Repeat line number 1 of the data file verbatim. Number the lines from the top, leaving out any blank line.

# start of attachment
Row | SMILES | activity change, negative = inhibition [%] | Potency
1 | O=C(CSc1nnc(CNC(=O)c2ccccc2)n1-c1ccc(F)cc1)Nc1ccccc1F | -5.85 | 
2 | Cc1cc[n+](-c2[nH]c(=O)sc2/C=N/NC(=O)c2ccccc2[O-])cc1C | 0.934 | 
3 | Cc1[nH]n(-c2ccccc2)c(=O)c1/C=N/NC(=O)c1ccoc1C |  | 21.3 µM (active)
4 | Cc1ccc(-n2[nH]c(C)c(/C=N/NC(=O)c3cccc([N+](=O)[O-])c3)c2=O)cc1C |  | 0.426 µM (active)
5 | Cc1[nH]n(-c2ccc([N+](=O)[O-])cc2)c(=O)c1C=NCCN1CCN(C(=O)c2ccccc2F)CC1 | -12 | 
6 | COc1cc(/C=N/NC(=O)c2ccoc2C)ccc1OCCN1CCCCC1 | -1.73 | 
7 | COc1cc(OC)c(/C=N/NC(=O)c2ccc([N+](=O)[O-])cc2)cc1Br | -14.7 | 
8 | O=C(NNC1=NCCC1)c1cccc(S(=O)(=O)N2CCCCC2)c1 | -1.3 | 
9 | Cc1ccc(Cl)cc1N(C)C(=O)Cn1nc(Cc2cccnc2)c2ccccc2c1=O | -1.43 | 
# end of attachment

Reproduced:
Row | SMILES | activity change, negative = inhibition [%] | Potency